On Wednesday, June 28, 2017, the Boston Bruins General Manager, Don Sweeney, announced the first of his RFA signings. On Monday,  Noel Acciari, and seven others were given qualifying offers, as a result of their RFA status, and Acciari was the first of those to have a deal in place and signed.

“I’m very excited. I just wanted to thank Donny [Don Sweeney] and Cam [Neely] and the Jacobs family for giving me the opportunity to be a part of it for another two years and I’m excited about where this team is headed. So I’m glad I can be a part of it,” exclaimed Acciari after the announcement was made.

Big impact from Acciari (Photo: Alan Sullivan)

The Providence College Friars alum played 29 games with the Boston club during the 2016-17 season. The Johnston, Rhode Island native went undrafted, signing with Boston as a free agent on June 8, 2015, a couple months after he and his Friars took home the much coveted Frozen Four Championship, which coincidentally was played at TD Garden—home arena to the Boston Bruins—that year.

The 25-year-old plays a physical game, not afraid to hit someone or take a hit. Most of those who do end up hitting him are surprised to find out it is like hitting a giant block of cement.

“I can’t help that I’m solid and they don’t know it, but, you know I just kind of… be aware of if a hit’s coming and kind of be able to brace myself,” Acciari said of how opponents often underestimate his strength. “Just throw hits when I can, but anyway to get to the puck; go through them or around I’ll pretty much do it.”

Playing such a game can take a physical toll on the body of any player, and given the speed of today’s hockey, can sometimes cause damage that players in the past would not have experienced. While Acciari has assured that he will not change his game, he is mindful of injury, but approaches it from a cogent point of view.

“I don’t like to think about if I’m going to get hurt, or if this is going to hurt me, if this blocked shot is going to hurt me. I think when you’re thinking too much when that happens, that’s when you start to get hurt,” he said. “But, like you said, my type of game, it could happen. But, I don’t want to think about it too much where well, if I throw this hit, this will potentially hurt, because I think that will… I’ll start playing mind games with myself and I don’t want to take myself out of how I’m playing and pretty much focus on what I need to do and play the game I know how to play and I think I’ll be fine.”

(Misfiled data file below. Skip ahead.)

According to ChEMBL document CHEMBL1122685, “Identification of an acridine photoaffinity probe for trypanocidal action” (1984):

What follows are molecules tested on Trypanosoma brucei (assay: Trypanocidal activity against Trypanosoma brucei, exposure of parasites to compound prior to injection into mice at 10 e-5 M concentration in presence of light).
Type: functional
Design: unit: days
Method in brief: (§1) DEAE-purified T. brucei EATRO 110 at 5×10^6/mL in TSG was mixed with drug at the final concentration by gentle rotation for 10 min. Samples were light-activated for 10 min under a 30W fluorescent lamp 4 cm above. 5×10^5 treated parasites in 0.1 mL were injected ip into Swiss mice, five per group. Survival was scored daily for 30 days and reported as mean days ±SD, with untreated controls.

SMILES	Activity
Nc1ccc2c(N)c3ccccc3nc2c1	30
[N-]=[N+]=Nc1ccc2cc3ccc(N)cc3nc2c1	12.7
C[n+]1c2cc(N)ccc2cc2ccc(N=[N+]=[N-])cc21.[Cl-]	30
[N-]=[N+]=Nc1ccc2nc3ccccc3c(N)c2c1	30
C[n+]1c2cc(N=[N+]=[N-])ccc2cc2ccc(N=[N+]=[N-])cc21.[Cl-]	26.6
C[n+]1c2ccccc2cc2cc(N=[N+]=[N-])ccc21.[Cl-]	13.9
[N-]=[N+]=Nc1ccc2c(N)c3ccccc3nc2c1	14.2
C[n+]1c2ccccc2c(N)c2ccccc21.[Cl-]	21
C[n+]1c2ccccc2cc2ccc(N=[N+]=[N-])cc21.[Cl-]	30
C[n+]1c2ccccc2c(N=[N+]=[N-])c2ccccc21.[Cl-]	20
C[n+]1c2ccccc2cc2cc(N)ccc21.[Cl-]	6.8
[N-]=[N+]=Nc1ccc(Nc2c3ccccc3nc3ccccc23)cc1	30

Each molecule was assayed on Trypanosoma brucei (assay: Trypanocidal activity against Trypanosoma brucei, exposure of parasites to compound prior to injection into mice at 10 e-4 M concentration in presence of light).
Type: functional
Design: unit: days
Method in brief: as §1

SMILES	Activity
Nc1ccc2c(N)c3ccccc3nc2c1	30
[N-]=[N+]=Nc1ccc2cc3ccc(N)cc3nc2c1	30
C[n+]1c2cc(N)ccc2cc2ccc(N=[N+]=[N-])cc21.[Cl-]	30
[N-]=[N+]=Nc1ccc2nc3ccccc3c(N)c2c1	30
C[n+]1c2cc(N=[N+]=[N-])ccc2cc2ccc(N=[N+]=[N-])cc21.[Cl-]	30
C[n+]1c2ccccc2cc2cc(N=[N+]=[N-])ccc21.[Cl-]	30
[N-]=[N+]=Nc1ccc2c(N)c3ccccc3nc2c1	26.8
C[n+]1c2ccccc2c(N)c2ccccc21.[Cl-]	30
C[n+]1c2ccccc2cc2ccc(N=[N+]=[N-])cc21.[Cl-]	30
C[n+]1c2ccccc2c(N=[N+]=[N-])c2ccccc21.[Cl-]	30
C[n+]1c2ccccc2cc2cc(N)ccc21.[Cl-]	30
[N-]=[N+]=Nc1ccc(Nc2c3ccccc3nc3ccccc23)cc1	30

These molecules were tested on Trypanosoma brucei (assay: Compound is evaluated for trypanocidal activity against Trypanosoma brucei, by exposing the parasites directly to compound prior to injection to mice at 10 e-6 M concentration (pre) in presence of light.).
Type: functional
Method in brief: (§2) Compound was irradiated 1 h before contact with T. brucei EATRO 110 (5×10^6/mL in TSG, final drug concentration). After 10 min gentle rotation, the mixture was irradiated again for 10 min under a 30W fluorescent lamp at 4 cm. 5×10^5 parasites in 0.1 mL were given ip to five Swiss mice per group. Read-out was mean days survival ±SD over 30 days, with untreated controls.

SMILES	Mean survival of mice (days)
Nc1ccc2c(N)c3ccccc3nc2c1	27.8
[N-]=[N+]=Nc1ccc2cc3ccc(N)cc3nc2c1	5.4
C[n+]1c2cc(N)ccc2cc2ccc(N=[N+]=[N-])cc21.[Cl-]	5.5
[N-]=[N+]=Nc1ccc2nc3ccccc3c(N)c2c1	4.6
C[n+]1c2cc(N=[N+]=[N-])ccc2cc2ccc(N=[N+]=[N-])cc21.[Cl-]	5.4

Of course, while he is a force to be reckoned with in the checking department, he admitted that he has an area that he needs to concentrate on and improve.

“I think for me, holding onto the puck a little more and being able to possess it down low and just making sure it’s tough to get pucks from me and when to make the play at the net and when not to and just have a little bit more confidence with the puck on my stick rather than just dumping it and throwing it away,” Acciari spoke honestly.

The two-year, one-way contract is worth an average annual value of $725,000 against the Bruins’ cap. The one-way aspect of the contract speaks to the confidence Bruins management has in the 5’11” 205-pound forward, as he would be paid that whether he is playing in Boston at the NHL level or with the Providence Bruins at the AHL level. It suggests that the front office expects him to spend the season with the Boston club.

A family historian by profession, Rhonda R. McClure has loved hockey since she was a child in New Hampshire. Any opportunity to combine her love of writing, hockey and research is something she looks forward to with much enthusiasm. She's been accused of seeking out shinny games when there are no other hockey events taking place. She is a member of the Society for International Hockey Research. Follow her on Twitter at @HockeyMaven1917.



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